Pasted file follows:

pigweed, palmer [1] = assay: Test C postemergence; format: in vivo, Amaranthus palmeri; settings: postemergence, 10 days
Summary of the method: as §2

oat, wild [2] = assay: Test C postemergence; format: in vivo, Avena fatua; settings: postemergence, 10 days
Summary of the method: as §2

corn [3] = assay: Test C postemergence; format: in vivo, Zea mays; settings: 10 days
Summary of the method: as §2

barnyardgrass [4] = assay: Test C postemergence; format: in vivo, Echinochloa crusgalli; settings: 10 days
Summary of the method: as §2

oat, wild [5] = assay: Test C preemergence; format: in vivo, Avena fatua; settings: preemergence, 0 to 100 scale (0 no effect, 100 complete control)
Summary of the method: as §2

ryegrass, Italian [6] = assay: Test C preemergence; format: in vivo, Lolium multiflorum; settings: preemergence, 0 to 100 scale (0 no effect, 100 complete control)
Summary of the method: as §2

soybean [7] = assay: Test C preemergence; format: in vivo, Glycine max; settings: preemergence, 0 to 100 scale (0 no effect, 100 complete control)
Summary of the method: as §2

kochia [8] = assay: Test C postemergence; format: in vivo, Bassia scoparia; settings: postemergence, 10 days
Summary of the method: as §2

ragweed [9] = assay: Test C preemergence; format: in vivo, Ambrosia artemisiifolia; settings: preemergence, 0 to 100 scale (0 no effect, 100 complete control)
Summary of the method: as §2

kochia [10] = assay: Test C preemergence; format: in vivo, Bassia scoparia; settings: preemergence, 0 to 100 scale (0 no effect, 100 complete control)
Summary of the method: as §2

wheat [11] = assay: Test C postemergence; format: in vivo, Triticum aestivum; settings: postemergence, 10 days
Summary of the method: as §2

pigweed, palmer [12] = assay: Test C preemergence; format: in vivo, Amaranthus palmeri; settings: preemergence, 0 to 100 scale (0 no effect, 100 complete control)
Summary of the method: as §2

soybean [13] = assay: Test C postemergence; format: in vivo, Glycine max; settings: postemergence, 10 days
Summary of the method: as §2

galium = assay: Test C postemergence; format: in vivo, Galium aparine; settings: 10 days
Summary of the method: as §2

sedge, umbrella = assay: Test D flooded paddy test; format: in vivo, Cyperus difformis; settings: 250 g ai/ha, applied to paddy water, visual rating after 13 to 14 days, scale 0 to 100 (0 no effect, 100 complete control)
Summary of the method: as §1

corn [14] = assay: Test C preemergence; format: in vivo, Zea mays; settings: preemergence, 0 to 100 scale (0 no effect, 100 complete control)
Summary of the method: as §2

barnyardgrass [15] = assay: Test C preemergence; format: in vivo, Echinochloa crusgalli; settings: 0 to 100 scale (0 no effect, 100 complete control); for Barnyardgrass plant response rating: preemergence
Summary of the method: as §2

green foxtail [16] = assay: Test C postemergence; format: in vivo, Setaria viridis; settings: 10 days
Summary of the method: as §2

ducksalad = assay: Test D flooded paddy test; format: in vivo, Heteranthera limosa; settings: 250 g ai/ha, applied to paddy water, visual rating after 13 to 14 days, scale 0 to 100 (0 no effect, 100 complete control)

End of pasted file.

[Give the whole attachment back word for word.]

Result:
pigweed, palmer [1] = assay: Test C postemergence; format: in vivo, Amaranthus palmeri; settings: postemergence, 10 days
Summary of the method: as §2

oat, wild [2] = assay: Test C postemergence; format: in vivo, Avena fatua; settings: postemergence, 10 days
Summary of the method: as §2

corn [3] = assay: Test C postemergence; format: in vivo, Zea mays; settings: 10 days
Summary of the method: as §2

barnyardgrass [4] = assay: Test C postemergence; format: in vivo, Echinochloa crusgalli; settings: 10 days
Summary of the method: as §2

oat, wild [5] = assay: Test C preemergence; format: in vivo, Avena fatua; settings: preemergence, 0 to 100 scale (0 no effect, 100 complete control)
Summary of the method: as §2

ryegrass, Italian [6] = assay: Test C preemergence; format: in vivo, Lolium multiflorum; settings: preemergence, 0 to 100 scale (0 no effect, 100 complete control)
Summary of the method: as §2

soybean [7] = assay: Test C preemergence; format: in vivo, Glycine max; settings: preemergence, 0 to 100 scale (0 no effect, 100 complete control)
Summary of the method: as §2

kochia [8] = assay: Test C postemergence; format: in vivo, Bassia scoparia; settings: postemergence, 10 days
Summary of the method: as §2

ragweed [9] = assay: Test C preemergence; format: in vivo, Ambrosia artemisiifolia; settings: preemergence, 0 to 100 scale (0 no effect, 100 complete control)
Summary of the method: as §2

kochia [10] = assay: Test C preemergence; format: in vivo, Bassia scoparia; settings: preemergence, 0 to 100 scale (0 no effect, 100 complete control)
Summary of the method: as §2

wheat [11] = assay: Test C postemergence; format: in vivo, Triticum aestivum; settings: postemergence, 10 days
Summary of the method: as §2

pigweed, palmer [12] = assay: Test C preemergence; format: in vivo, Amaranthus palmeri; settings: preemergence, 0 to 100 scale (0 no effect, 100 complete control)
Summary of the method: as §2

soybean [13] = assay: Test C postemergence; format: in vivo, Glycine max; settings: postemergence, 10 days
Summary of the method: as §2

galium = assay: Test C postemergence; format: in vivo, Galium aparine; settings: 10 days
Summary of the method: as §2

sedge, umbrella = assay: Test D flooded paddy test; format: in vivo, Cyperus difformis; settings: 250 g ai/ha, applied to paddy water, visual rating after 13 to 14 days, scale 0 to 100 (0 no effect, 100 complete control)
Summary of the method: as §1

corn [14] = assay: Test C preemergence; format: in vivo, Zea mays; settings: preemergence, 0 to 100 scale (0 no effect, 100 complete control)
Summary of the method: as §2

barnyardgrass [15] = assay: Test C preemergence; format: in vivo, Echinochloa crusgalli; settings: 0 to 100 scale (0 no effect, 100 complete control); for Barnyardgrass plant response rating: preemergence
Summary of the method: as §2

green foxtail [16] = assay: Test C postemergence; format: in vivo, Setaria viridis; settings: 10 days
Summary of the method: as §2

ducksalad = assay: Test D flooded paddy test; format: in vivo, Heteranthera limosa; settings: 250 g ai/ha, applied to paddy water, visual rating after 13 to 14 days, scale 0 to 100 (0 no effect, 100 complete control)